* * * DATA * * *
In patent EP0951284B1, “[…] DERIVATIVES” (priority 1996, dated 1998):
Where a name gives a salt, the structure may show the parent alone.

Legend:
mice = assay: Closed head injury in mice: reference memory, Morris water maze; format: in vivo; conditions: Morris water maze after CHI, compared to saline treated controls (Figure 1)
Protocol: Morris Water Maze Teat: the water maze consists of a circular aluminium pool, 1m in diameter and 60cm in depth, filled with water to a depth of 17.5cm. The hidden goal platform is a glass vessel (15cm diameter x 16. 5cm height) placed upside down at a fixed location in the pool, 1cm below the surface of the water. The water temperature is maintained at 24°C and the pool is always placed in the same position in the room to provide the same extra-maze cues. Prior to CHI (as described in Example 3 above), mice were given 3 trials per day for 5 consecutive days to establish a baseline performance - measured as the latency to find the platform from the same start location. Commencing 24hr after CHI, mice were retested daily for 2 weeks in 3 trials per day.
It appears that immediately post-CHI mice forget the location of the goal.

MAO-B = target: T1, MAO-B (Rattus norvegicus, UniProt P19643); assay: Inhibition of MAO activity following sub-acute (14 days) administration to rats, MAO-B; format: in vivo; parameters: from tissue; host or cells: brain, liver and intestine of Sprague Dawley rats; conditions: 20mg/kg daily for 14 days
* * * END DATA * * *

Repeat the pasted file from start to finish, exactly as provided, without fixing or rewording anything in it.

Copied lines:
In patent EP0951284B1, “[…] DERIVATIVES” (priority 1996, dated 1998):
Where a name gives a salt, the structure may show the parent alone.

Legend:
mice = assay: Closed head injury in mice: reference memory, Morris water maze; format: in vivo; conditions: Morris water maze after CHI, compared to saline treated controls (Figure 1)
Protocol: Morris Water Maze Teat: the water maze consists of a circular aluminium pool, 1m in diameter and 60cm in depth, filled with water to a depth of 17.5cm. The hidden goal platform is a glass vessel (15cm diameter x 16. 5cm height) placed upside down at a fixed location in the pool, 1cm below the surface of the water. The water temperature is maintained at 24°C and the pool is always placed in the same position in the room to provide the same extra-maze cues. Prior to CHI (as described in Example 3 above), mice were given 3 trials per day for 5 consecutive days to establish a baseline performance - measured as the latency to find the platform from the same start location. Commencing 24hr after CHI, mice were retested daily for 2 weeks in 3 trials per day.
It appears that immediately post-CHI mice forget the location of the goal.

MAO-B = target: T1, MAO-B (Rattus norvegicus, UniProt P19643); assay: Inhibition of MAO activity following sub-acute (14 days) administration to rats, MAO-B; format: in vivo; parameters: from tissue; host or cells: brain, liver and intestine of Sprague Dawley rats; conditions: 20mg/kg daily for 14 days